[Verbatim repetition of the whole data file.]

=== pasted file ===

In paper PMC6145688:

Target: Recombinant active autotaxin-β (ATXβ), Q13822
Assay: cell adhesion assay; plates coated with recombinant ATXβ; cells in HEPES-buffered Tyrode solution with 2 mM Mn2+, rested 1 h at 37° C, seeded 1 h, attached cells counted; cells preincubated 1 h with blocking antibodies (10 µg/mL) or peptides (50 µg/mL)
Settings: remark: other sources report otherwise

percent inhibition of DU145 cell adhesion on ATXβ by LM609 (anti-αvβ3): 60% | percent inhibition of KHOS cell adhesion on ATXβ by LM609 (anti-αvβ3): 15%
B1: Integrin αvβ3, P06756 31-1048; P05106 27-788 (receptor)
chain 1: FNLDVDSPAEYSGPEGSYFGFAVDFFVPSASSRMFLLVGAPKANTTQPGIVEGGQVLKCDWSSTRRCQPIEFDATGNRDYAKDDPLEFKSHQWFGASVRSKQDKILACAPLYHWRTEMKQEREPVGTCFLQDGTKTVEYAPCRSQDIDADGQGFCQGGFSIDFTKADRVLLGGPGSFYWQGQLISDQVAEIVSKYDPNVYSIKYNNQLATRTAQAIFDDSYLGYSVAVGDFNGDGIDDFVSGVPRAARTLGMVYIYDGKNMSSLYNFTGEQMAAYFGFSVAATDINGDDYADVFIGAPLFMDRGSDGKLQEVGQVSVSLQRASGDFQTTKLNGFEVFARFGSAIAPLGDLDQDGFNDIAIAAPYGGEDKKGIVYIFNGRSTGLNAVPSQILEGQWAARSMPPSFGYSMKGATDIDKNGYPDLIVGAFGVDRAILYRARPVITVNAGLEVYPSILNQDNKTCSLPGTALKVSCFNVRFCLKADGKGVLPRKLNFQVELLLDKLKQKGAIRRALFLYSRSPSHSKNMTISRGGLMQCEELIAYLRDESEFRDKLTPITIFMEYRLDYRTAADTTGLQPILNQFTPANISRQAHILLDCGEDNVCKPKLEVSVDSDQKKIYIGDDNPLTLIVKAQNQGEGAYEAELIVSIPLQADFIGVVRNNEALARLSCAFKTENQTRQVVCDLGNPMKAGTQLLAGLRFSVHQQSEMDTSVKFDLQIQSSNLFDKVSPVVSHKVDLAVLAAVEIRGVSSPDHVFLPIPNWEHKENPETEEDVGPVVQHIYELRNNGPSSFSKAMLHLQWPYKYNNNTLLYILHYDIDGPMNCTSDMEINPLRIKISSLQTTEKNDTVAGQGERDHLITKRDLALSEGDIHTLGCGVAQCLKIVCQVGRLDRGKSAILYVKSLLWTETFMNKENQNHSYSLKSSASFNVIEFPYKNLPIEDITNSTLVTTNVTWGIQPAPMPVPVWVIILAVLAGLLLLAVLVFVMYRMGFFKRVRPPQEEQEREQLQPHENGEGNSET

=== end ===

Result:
In paper PMC6145688:

Target: Recombinant active autotaxin-β (ATXβ), Q13822
Assay: cell adhesion assay; plates coated with recombinant ATXβ; cells in HEPES-buffered Tyrode solution with 2 mM Mn2+, rested 1 h at 37° C, seeded 1 h, attached cells counted; cells preincubated 1 h with blocking antibodies (10 µg/mL) or peptides (50 µg/mL)
Settings: remark: other sources report otherwise

percent inhibition of DU145 cell adhesion on ATXβ by LM609 (anti-αvβ3): 60% | percent inhibition of KHOS cell adhesion on ATXβ by LM609 (anti-αvβ3): 15%
B1: Integrin αvβ3, P06756 31-1048; P05106 27-788 (receptor)
chain 1: FNLDVDSPAEYSGPEGSYFGFAVDFFVPSASSRMFLLVGAPKANTTQPGIVEGGQVLKCDWSSTRRCQPIEFDATGNRDYAKDDPLEFKSHQWFGASVRSKQDKILACAPLYHWRTEMKQEREPVGTCFLQDGTKTVEYAPCRSQDIDADGQGFCQGGFSIDFTKADRVLLGGPGSFYWQGQLISDQVAEIVSKYDPNVYSIKYNNQLATRTAQAIFDDSYLGYSVAVGDFNGDGIDDFVSGVPRAARTLGMVYIYDGKNMSSLYNFTGEQMAAYFGFSVAATDINGDDYADVFIGAPLFMDRGSDGKLQEVGQVSVSLQRASGDFQTTKLNGFEVFARFGSAIAPLGDLDQDGFNDIAIAAPYGGEDKKGIVYIFNGRSTGLNAVPSQILEGQWAARSMPPSFGYSMKGATDIDKNGYPDLIVGAFGVDRAILYRARPVITVNAGLEVYPSILNQDNKTCSLPGTALKVSCFNVRFCLKADGKGVLPRKLNFQVELLLDKLKQKGAIRRALFLYSRSPSHSKNMTISRGGLMQCEELIAYLRDESEFRDKLTPITIFMEYRLDYRTAADTTGLQPILNQFTPANISRQAHILLDCGEDNVCKPKLEVSVDSDQKKIYIGDDNPLTLIVKAQNQGEGAYEAELIVSIPLQADFIGVVRNNEALARLSCAFKTENQTRQVVCDLGNPMKAGTQLLAGLRFSVHQQSEMDTSVKFDLQIQSSNLFDKVSPVVSHKVDLAVLAAVEIRGVSSPDHVFLPIPNWEHKENPETEEDVGPVVQHIYELRNNGPSSFSKAMLHLQWPYKYNNNTLLYILHYDIDGPMNCTSDMEINPLRIKISSLQTTEKNDTVAGQGERDHLITKRDLALSEGDIHTLGCGVAQCLKIVCQVGRLDRGKSAILYVKSLLWTETFMNKENQNHSYSLKSSASFNVIEFPYKNLPIEDITNSTLVTTNVTWGIQPAPMPVPVWVIILAVLAGLLLLAVLVFVMYRMGFFKRVRPPQEEQEREQLQPHENGEGNSET